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Opinion\Op-Ed Contributors

Belt and Road Forum a historic test

China Daily | Updated: 2017-05-02 07:03

Drift toward geopolitics can be counterproductive

Belt and Road Forum a historic test

Swaran Singh, a professor at the School of International Studies, Jawaharlal Nehru University, New Delhi

Right from the beginning, the Belt and Road Initiative has been the subject of extreme interpretations, which either border on sloganeering by one camp which belches out unacceptable ridicule or the other side that churns out slavish eulogies. The biggest challenge for the Belt and Road Forum for International Cooperation, therefore, lies in providing much needed clarity on not just the Belt and Road "paradigm" but also on its current outline and its tools and tactics.

Addressing skeptics remains the most formidable task for building Belt and Road "partnerships" based, not on short-term development needs, but on enduring commitments arising out of mutual trust and mutual benefit. Being in the lead in unfolding this historic metamorphosis, the onus lies with China's leaders to show that the Belt and Road Initiative's goal is beyond a knee-jerk reflex driven by compulsions to invest China's excessive foreign exchange reserves.

For the Belt and Road Initiative to succeed in re-writing history, Beijing must first convince all the major players so that the opportunity to herald outside-the-box strategies is not allowed to become hostage to 20th century obsessions with geopolitics. The Belt and Road juggernaut seems unstoppable now; so by restricting it to loyal followers alone may dwarf its possibilities.

Especially, in the context of US President Donald Trump's whimsical twists and turns casting doubts on Washington's leadership to address global threats, several countries have become skeptical about China's ambitions, because they assume the initiative is solidly backed by its financial and technological capacities for implementing hundreds of projects. And though there is no dearth of takers of such benefits, it will be myopic to privilege quantity over quality.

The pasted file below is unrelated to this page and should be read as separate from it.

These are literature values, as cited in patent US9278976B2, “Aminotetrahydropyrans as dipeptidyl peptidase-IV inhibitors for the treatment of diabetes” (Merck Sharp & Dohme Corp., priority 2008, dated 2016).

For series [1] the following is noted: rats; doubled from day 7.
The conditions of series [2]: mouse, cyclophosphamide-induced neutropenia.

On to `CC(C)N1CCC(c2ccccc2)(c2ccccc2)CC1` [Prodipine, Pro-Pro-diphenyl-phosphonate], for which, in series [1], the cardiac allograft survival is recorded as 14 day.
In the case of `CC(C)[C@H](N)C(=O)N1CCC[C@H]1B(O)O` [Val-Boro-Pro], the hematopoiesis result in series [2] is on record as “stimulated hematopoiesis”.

India is not the only country to follow this wait-and-watch policy.

As international relations shift from inter-state to inter-societal channels thanks to the advancement of information technology, the old-fashioned focus on demarcated borders and military alliances emphasizing "divisions" are fast giving way to logistics of "connectivity".

The Indian prime minister's emphasis on highways and information technology expressways, and culture, commerce and connectivity shows that the Indian leadership is aware of such shifts. This is not to say the hangover of geopolitics no longer colors the Indian leadership's visions about the Belt and Road economic corridors. In their ideal state, instead of being tools of territorial domination, the corridors constitute multi-model, multi-nodal "processes" grounded in the framework of multiple ownership and multiple beneficiaries.

It is thus for Beijing to ensure these economic corridors are seen as "channels" that seek to connect economic agencies to various hubs and nodes that are ordained with concentrated presence of economic actors and resources. Only if all the stakeholders begin to see the Belt and Road Initiative in this pure form of geo-economics can it become their path to prosperity and peace.

Any actual or perceived drift toward geopolitics will not just be futile but counterproductive.

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